Monday, February 28, 2011

Skiing the Oscars

Weather doesn’t mean much. And the months are merely conventions. Eighty mallards fly across the sky above our neighbor’s garage every night at sundown, again and again. I think he’s putting out corn, but I’ve never gone to look.

Perhaps it’s the corn that’s been drawing the deer, who wander desultorily across the yard at odd times of the day and night. Last Thursday they decided to spend the night—or a part of it, at any rate—hunkered down in the snow out there in the dark. They looked so content and sculptural and Buddha-like, sitting there silently in the snow with their heads erect, while we, inside the glass, were watching a bizarre French movie from another era called Diva, with gangsters and opera-singers and motor scooters and bootleg tapes.

Put the deer and the mallards together, and that’s far more wildlife than we saw last weekend in three days of Nordic skiing up in Itasca Country. I did spot a fisher by the side of the road just south of Big Fork, however. I backed up the car and we saw it again as it bounded off into the deep woods.

We skied the Sugar Hills (south of Grand Rapids) and the next morning we did a bit of the Suomi Hills north of town. Our morning ski was cut short when Hilary expressed concern that her cheeks were numb—it was -18 below at the time. One glance told the story. Her cheeks were bright red…except for a large triangle of white in the middle of one of them.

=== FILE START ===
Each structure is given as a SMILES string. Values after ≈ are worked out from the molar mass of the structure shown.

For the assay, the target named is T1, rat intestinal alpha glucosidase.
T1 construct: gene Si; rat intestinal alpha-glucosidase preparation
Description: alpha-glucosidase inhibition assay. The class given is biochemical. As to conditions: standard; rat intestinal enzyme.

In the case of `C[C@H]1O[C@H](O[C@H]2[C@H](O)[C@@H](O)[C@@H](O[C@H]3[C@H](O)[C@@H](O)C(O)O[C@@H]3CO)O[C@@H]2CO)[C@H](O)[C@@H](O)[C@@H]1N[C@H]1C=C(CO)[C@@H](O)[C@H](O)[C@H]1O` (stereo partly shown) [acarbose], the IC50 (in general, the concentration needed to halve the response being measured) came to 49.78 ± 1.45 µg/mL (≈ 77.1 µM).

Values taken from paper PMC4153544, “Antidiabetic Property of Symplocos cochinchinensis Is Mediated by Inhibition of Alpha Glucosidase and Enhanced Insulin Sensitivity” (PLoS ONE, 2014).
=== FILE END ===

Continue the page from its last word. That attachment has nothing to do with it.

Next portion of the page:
Yeah, we should probable head back.

At lunch we talked with a waitress in Big Fork about diamond willow. “People don’t realize, but it’s all over the place out here.” I told her about my grandpa McIlvenna, who used to stop the car and wander off into the woods looking for it, while his wife and daughter (my mom, who was just a little girl at the time) sat patiently in the car.

We eventually skied four different trails and didn’t see a soul. I guess everyone was over at Leech Lake watching the snowmobile drag-races out on the ice. Or the Stud Club Ice Racing finals out in Mille Lacs, which we passed on our way back to the Cities.

Had to get home to see the Academy Awards! It went in a flash. Anne Hathaway flashing her wide toothy smile, full of sincerity, and James Franco looking askance with his lips contorted into something between a sheepish smile and a supercilious grimace. He almost looked like he was trying to look like Billy Crystal (without the jokes) who, in turn, looked old as he came on to tell some funny stories about Bob Hope.

That was about the extent of the nostalgia. (Kirk Douglas no longer counts.)

There was never a dull moment. I would have given the Best Film to The Social Network, but The King’s Speech was flawless and moving. True Grit was good, too. (So was How to Train Your Dragon, for that matter.) Winter’s Bone. 127 Hours. They were all good. (The Kids Are Alright was a dud, but so it goes.)

The opening montage brought back memories of Billy Crystal’s intro pastiche of The English Patient, with David Letterman in a bi-plane.

Colin Firth was in that one, too. It's time he won one.

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